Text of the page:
Venture off the beaten track to uncover these hidden gems in Japan, far from the maddening crowd.
Tokyo, Osaka, Kyoto, Hokkaido – these are some of the top-of-mind destinations people think of when they think holidays in Japan. But as frequent travellers (and even avid fans of Japan Hour) will attest, there is so much more of the country to be discovered on the outskirts of its most popular cities!
Sometimes, off-the-beaten-track destinations can prove more rewarding and enriching than those filled with tourist hordes. Here are some of the most beautiful places in Japan that you didn’t know existed but now have to visit – whether it’s for the amazing nature, rich culture, or delicious food.
#1 Yakushima, Kagoshima: for fairytale forests
This amazing island just south of the Kyushu mainland is a designated UNESCO World Heritage Site, but it’s still one of Japan’s best-kept secrets.
The ethereal Shiratani Unsuikyo ravine is nicknamed “Mononoke Forest”
Yakushima is full of natural wonders you really have to see to believe. Pay pilgrimage to Japan’s oldest tree, a Japanese cedar estimated to be over 7,200 years old; hike the Shiratani Unsuikyo ravine and its surrounding forests (so beautiful that they inspired Hayao Miyazaki’s Princess Mononoke); and witness the island’s famed loggerhead and green turtles nest at nearby Nagata Beach.
Watch nature at its most miraculous on the shores of Nagata Beach
Travel tip: Nesting season runs from mid-May to August, with tiny hatchlings starting to appear from August to October.
When in Yakushima, be sure to try anything and everything sweet potato! Kagoshima prefecture is famous for growing some of the best sweet potatoes (satsuma-imo and anno-imo) in the country – try them baked, grilled, fried, or in ice cream and tart form.
#2 Yaeyama Islands, Okinawa: for ocean-lovers
Divers will adore this cluster of untouched islands off the southernmost coast of Japan. The Yaeyama Islands are some of the most beautiful in Japan, boasting unspoiled beaches, deep blue waters, and pristine reefs.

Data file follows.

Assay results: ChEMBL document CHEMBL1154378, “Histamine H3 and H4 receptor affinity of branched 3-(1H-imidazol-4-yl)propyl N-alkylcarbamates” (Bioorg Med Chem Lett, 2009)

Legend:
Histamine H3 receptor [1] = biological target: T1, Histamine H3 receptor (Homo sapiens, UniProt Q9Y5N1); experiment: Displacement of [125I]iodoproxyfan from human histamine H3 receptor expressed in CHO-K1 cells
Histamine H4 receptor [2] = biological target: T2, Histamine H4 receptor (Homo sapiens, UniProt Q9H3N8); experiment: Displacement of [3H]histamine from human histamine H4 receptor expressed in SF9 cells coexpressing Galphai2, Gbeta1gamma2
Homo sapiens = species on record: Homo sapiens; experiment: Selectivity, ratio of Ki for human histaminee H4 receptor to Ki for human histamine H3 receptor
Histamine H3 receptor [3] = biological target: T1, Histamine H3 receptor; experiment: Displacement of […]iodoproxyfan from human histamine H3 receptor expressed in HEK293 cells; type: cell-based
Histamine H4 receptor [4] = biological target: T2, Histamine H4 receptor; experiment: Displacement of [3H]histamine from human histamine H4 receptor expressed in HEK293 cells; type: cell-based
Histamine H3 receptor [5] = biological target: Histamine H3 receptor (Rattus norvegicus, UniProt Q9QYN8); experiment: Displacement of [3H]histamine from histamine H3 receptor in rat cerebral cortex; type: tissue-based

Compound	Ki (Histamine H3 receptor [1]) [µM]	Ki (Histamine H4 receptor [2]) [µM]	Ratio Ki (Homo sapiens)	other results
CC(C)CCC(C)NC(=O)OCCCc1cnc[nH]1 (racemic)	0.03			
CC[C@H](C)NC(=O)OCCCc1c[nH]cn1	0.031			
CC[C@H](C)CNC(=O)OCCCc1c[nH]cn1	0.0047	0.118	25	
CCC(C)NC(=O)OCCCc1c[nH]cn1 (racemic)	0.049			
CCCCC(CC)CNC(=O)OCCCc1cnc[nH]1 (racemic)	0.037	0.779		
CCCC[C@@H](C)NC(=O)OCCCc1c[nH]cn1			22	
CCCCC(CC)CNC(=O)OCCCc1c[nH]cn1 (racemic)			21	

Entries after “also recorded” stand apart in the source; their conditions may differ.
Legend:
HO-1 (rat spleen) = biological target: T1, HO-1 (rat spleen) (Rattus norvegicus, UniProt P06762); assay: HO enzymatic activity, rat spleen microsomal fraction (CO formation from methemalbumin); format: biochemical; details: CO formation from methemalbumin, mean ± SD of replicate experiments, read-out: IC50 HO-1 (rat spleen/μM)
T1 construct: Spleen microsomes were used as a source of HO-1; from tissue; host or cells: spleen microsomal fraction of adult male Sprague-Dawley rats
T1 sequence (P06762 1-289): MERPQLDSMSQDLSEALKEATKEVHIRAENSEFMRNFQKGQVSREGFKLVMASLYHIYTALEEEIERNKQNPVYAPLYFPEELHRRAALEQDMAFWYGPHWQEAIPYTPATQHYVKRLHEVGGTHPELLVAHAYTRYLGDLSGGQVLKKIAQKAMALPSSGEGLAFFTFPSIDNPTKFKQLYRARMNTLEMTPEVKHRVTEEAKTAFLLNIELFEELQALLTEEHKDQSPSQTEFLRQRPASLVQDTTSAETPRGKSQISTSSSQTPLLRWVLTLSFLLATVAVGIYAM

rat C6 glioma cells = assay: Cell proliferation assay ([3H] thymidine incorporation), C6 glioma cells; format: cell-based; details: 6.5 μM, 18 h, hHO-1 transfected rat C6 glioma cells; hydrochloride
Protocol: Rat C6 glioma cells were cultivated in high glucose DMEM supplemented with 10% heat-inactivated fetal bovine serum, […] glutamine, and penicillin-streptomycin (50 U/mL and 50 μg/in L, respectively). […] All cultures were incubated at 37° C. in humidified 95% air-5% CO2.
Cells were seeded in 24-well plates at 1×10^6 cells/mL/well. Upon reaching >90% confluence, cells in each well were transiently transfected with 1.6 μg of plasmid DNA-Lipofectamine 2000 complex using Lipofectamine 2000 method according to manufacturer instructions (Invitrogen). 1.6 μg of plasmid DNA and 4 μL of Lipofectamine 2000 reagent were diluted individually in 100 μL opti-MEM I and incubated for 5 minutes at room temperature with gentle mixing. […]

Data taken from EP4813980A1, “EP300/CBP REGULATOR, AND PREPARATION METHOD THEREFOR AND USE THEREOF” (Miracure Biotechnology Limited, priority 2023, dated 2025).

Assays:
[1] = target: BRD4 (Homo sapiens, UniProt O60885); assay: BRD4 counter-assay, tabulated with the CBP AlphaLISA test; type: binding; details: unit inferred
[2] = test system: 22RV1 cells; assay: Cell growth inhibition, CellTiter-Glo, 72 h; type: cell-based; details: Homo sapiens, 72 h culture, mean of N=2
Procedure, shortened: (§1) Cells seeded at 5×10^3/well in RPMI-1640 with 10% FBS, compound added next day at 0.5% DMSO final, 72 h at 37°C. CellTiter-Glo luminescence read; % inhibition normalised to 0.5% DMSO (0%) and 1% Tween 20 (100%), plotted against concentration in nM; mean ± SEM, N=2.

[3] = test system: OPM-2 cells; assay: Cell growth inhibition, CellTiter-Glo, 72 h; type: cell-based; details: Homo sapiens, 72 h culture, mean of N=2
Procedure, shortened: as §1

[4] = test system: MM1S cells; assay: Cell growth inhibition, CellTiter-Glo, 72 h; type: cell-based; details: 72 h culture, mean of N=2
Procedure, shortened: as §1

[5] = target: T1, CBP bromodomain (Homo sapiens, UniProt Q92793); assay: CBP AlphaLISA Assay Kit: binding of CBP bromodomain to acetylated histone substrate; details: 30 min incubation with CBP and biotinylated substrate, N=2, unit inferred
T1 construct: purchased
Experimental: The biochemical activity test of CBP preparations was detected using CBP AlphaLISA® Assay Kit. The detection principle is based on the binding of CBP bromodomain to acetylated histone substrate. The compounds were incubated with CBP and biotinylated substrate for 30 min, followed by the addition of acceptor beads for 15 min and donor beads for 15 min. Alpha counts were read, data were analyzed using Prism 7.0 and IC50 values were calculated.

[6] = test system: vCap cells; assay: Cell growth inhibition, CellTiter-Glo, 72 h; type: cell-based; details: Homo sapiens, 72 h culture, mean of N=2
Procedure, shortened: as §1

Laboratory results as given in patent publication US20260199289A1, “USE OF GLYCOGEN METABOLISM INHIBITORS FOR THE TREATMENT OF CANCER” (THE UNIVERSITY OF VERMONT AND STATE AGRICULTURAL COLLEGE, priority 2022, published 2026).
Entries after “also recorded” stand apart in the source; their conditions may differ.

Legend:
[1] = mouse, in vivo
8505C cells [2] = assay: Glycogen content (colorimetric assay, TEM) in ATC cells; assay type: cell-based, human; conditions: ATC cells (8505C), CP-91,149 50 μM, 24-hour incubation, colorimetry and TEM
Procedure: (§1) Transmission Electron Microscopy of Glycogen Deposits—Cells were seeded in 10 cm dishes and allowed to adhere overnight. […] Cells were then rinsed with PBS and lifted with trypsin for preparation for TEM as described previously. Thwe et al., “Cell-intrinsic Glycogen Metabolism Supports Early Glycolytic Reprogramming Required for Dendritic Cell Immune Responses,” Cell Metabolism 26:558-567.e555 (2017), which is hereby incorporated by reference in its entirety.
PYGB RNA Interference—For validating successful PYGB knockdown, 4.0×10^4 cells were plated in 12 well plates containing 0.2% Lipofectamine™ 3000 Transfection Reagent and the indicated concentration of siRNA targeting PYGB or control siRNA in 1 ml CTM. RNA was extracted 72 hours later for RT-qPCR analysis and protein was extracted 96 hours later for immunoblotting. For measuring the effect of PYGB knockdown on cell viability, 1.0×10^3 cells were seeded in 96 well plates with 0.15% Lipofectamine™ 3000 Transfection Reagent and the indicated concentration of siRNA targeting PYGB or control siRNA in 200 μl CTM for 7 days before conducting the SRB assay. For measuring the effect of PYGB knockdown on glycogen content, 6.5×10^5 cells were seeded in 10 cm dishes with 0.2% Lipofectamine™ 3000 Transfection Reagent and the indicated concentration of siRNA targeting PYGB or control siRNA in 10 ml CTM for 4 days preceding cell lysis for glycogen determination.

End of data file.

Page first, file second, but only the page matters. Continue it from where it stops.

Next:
Swim with the fishes in a whole new world underwater
Of the eight islands, Ishigaki is one of the most popular (and populated), with Kabira Bay being one of the most popular places to visit – it’s famous for the manta rays which congregate there in large numbers. Use it as a jumping off point to visit the other islands on day trips; Iriomote and Taketoni islands offer glimpses into traditional rural life in Japan with their well-preserved Ryukyu villages.
Travel tip: When in Okinawa prefecture, be sure to try their famous culinary export – salt. Try it in sweets and ice cream at Ma-suya, which has outlets all over Okinawa, including Ishigaki.
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#3 Iya Valley, Shikoku: for remnants of feudal Japan
Imagine dense forests, deep gorges, babbling brooks, and pristine hot springs. The Iya Valley offers all these and more. (Read: Adventourous honeymoons! 10 hottest destinations to check out)
Deep gorges and historic vine bridges make up the iconic Iya Valley
This remote, mountainous valley in western Tokushima Prefecture is located deep in the heart of Shikoku Island. Because of its secluded location, trekking here amongst the clean air and clear waters is an absolute treat.